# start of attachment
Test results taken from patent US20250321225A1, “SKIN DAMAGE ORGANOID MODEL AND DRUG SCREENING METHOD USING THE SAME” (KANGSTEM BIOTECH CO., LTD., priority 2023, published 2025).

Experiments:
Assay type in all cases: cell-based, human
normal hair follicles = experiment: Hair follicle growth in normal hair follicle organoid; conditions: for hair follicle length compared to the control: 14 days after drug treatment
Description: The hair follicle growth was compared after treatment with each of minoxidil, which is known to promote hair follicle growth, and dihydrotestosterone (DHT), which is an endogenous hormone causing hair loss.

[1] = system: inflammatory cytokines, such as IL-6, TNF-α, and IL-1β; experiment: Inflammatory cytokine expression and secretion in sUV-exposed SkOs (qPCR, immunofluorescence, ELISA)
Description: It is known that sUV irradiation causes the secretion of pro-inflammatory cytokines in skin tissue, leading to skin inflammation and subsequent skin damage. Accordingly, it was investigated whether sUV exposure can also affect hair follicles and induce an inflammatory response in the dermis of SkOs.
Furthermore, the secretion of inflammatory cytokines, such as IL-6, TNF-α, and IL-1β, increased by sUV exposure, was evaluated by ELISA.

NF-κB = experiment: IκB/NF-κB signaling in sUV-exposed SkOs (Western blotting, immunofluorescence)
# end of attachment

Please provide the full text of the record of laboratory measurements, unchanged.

Test results taken from patent US20250321225A1, “SKIN DAMAGE ORGANOID MODEL AND DRUG SCREENING METHOD USING THE SAME” (KANGSTEM BIOTECH CO., LTD., priority 2023, published 2025).

Experiments:
Assay type in all cases: cell-based, human
normal hair follicles = experiment: Hair follicle growth in normal hair follicle organoid; conditions: for hair follicle length compared to the control: 14 days after drug treatment
Description: The hair follicle growth was compared after treatment with each of minoxidil, which is known to promote hair follicle growth, and dihydrotestosterone (DHT), which is an endogenous hormone causing hair loss.

[1] = system: inflammatory cytokines, such as IL-6, TNF-α, and IL-1β; experiment: Inflammatory cytokine expression and secretion in sUV-exposed SkOs (qPCR, immunofluorescence, ELISA)
Description: It is known that sUV irradiation causes the secretion of pro-inflammatory cytokines in skin tissue, leading to skin inflammation and subsequent skin damage. Accordingly, it was investigated whether sUV exposure can also affect hair follicles and induce an inflammatory response in the dermis of SkOs.
Furthermore, the secretion of inflammatory cytokines, such as IL-6, TNF-α, and IL-1β, increased by sUV exposure, was evaluated by ELISA.

NF-κB = experiment: IκB/NF-κB signaling in sUV-exposed SkOs (Western blotting, immunofluorescence)